In addition, Thai intellectuals seeking exile in Cambodia – something unimaginable a few decades ago – and who may plan to organize resistance from there against the junta places Phnom Penh in an “awkward position” (New York Times, 2014).

Economic Windfall for Myanmar

In Myanmar the government is struggling to come to terms with events in Bangkok. Myanmar which only a few years ago was home to a ruthless regime is a delicate balance of democratic aspirations assisted by foreign direct investment by China and the USA in particular in an attempt to nurture and preserve the new political climate. Events in Thailand are familiar to the Burmese in particular dictat’s curtailing the freedom of speech and the regular announcements of names of detained citizens on Thai TV.

And there are fears in Myanmar that the Thai coup will threaten their emerging freedom and destabilize the region. These fears come, interalia, from the National League for Democracy (NLD) opposition party. “I am sad to learn about the coup, it could give the government an idea,” Win Htein, a MP for NLD said (Bangkok Post, 2014). “The lessons in all this for Myanmar are plain to see. … And for whatever reason, we must not let our guards down,“ Burmese Professor Aung Naing Oo teaching in Thailand warned (ibid).


Professor Aung Naing Oo

But others are not that fearful, government MPs are generally condemning the coup saying that Myanmar – as current ASEAN chairman – will “respond soon” and “see how soon the power goes back to people”. Historically, coups in Thailand and Myanmar / Burma are different, in Thailand the army always gave back the power, while in Burma the coup of 1962 meant decades of tyranny.

Win Htein (right)

The Thai coup is likely to lead to Myanmar competing for foreign direct investments previously ear marked for Thailand before the uncertainty. Myanmar has potential in gas and oil development and investors will prefer projects there if Thailand remains unstable – the additional capital investment in addressing the infrastructural challenges in Myanmar may seem more palatable than an all or nothing bet on Thailand not descending into serious civil unrest.

International Response

Criticism of the coup by Western governments and Australia is not helping Bangkok. (The Irrawaddy, 2014). Elsewhere the response has been muted and benign, most Western governments are focused on events in the Middle East and Eastern Europe.  

In Myanmar politicians are not worried about regional instability. “I am more worried about people sabotaging the peace process (between the government and ethnic groups),” Burmese MP Ye Myint told Bangkok Post. (Bangkok Post, 2014)

In Cambodia, the government is taking as diplomatic a stance as it can, without seeming weak, and hoping that the more sinister predictions regarding the Thai military and their designs on the disputed border regions, are avoided

Sentiment in Thailand is mixed but most is negative “I think there will be problems in this country for a generation or two,” a business owner in Bangkok was quoted as saying “I would like to get out of the country safely,“ he added. (New York Times, 2014)

Is this the end game for Thai democracy, a potential spark to ignite a wider Thai / Cambodian conflict to allow the Thai military divert attention from internal issues or a motivator for similar minds in Myanmar to return that nation to a military administration? Or is it just another intermezzo in the decades of peculiar Thai democracy and South East Asian politics in general.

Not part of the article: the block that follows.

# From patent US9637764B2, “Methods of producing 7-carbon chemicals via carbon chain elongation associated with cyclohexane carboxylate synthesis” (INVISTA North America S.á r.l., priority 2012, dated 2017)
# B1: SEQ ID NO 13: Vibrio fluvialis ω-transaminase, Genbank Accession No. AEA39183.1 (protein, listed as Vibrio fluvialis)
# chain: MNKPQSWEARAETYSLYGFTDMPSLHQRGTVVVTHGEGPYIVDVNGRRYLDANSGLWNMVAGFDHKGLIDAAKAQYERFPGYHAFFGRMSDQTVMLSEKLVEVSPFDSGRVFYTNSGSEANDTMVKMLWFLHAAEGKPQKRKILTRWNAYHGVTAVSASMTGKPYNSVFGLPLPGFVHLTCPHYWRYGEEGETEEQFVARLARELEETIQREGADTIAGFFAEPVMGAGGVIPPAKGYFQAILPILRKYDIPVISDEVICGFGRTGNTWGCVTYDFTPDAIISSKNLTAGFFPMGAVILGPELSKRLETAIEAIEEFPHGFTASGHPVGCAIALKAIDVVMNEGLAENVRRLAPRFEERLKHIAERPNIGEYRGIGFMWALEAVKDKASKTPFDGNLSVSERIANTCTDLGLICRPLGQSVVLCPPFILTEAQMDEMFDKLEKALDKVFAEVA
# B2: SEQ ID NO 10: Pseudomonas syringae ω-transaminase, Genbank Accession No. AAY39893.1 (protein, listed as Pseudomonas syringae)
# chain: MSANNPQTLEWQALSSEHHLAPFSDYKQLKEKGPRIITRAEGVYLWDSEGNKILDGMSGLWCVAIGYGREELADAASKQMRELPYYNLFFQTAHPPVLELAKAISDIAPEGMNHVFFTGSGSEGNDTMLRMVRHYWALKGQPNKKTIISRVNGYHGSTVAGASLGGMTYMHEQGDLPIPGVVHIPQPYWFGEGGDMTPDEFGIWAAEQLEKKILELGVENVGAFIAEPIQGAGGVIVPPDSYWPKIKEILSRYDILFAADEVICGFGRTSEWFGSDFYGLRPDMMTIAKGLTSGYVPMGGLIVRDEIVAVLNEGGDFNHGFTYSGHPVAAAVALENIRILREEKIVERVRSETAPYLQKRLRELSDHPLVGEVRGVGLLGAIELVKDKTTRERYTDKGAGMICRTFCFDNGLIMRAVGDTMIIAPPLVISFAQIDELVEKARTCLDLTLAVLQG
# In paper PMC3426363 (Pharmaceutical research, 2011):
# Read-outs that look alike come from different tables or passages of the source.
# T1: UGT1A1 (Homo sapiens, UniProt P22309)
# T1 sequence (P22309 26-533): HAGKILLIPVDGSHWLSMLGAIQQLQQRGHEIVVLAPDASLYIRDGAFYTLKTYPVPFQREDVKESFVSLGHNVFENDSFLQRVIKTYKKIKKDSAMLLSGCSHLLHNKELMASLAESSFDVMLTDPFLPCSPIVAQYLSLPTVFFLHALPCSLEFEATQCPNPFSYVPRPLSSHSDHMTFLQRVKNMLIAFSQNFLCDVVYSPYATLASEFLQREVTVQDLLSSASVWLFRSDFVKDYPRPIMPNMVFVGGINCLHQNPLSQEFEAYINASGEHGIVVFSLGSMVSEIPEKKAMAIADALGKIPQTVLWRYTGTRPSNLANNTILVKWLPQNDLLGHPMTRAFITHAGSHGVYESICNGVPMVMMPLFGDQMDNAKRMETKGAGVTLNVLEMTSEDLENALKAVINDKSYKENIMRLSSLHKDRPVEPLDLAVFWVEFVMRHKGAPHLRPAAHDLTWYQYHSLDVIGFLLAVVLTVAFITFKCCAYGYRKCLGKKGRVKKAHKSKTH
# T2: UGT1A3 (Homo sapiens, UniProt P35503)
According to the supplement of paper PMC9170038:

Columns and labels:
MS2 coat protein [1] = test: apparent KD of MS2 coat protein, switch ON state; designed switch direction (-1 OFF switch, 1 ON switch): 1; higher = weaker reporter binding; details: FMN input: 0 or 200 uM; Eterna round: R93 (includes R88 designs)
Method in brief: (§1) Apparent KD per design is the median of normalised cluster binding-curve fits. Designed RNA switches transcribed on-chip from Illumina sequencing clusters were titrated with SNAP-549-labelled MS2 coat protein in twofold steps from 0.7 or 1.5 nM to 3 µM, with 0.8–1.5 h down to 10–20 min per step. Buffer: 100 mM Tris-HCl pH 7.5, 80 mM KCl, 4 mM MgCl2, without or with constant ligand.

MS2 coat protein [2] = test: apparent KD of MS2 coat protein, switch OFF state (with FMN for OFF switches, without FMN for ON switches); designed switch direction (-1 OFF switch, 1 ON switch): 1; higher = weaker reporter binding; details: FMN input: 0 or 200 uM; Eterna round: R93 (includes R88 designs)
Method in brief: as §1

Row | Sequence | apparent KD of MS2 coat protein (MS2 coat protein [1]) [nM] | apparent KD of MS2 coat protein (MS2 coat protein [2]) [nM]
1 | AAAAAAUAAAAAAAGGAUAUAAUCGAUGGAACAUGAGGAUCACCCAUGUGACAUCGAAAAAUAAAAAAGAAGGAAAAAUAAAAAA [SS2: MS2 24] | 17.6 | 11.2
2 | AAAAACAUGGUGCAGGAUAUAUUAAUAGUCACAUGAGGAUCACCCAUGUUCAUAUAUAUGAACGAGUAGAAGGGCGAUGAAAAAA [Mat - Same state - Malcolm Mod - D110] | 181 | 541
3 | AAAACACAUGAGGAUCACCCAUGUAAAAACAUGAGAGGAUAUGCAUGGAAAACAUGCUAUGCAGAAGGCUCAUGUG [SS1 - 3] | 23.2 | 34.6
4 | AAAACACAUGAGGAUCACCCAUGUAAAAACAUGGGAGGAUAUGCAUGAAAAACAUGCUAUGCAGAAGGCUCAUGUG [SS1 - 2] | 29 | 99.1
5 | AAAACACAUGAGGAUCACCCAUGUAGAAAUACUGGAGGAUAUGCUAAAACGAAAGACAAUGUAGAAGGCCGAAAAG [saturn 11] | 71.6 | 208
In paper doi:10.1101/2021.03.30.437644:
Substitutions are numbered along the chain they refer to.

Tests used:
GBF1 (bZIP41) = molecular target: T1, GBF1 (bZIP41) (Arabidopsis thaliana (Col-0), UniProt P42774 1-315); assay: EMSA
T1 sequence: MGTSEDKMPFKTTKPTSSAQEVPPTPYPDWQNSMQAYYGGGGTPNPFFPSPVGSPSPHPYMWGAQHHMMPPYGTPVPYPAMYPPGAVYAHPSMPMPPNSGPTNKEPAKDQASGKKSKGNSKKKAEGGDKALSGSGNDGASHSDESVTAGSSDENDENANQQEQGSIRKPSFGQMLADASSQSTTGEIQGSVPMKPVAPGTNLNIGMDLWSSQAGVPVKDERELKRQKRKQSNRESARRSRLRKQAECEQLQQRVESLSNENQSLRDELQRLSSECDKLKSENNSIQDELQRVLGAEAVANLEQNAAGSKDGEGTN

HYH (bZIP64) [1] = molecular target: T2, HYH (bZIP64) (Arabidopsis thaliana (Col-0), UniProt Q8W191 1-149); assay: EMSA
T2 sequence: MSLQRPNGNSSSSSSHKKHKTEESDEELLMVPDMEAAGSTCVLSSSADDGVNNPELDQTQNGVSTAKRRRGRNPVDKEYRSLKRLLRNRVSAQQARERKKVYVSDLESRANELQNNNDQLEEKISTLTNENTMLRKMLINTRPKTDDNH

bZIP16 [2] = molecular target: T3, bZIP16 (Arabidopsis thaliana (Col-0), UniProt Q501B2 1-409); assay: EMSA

Sources

BBC NEWS. (2014) Thai army promises elections in October 2015. [Online] Available from:
[Accessed: 29th September 2014].

BBC NEWS. (2014) Cambodia ramps up criticism of Thailand´s junta. [Online] Available from: http://www.bbc.com/news/world-asia-27898652
[Accessed: 29th September 2014].

BBC NEWS. (2014) Why is Thailand under military rule? [Online] Available from: http://www.bbc.com/news/world-asia-25149484
[Accessed: 29th September 2014].

BOOT, W. (2014) Thailand´s Coup May Affect Burma´s Oil and Gas Sector. The Irrawaddy [Online] 6th June. Available from: http://www.irrawaddy.org/business/thailands-coup-may-affect-burmas-oil-gas-sector.html [Accessed: 29th September 2014].

CNN (2014) Cambodian migrant workers flee Thailand [Online] Available from: http://edition.cnn.com/2014/06/18/world/cambodia-thailand-migrants-border/index.html
[Accessed: 29th September 2014].

FULLER, T. (2014) In Thailand, growing intolerance for dissent drives many to more authoritarian nations. New York Times. [Online] 6th June. Available from: http://www.nytimes.com/2014/06/07/world/asia/in-thailand-a-growing-intolerance-for-dissent.html?_r=0 [Accessed: 29th September 2014].

VERBROGGEN, Y (2014) Myanmar stunned by coup, and they should know. Bangkok Post. [Online] 1st June. Available from: http://www.bangkokpost.com/news/investigation/412921/myanmar-stunned-by-coup-and-they-should-know [Accessed: 29th September 2014].

Libya unchecked – haven & base for extremists to poison the region

In February 2011, English photographer Charlie Waite had just finished a month long assignment across Libya capturing some of the country’s most iconic sites in a peaceful tranquil atmosphere. Less than two days after his departure, civil war had erupted (Kingsley, 2014). Libya has been in a state of violent flux since then, long-term leader Muammar Gaddafi in power since 1969 was killed in October 2011, the National Transitional Council promptly declared Libya to be officially ‘’liberated’’ and on the road to ‘’democracy’’ (BBC, 2014).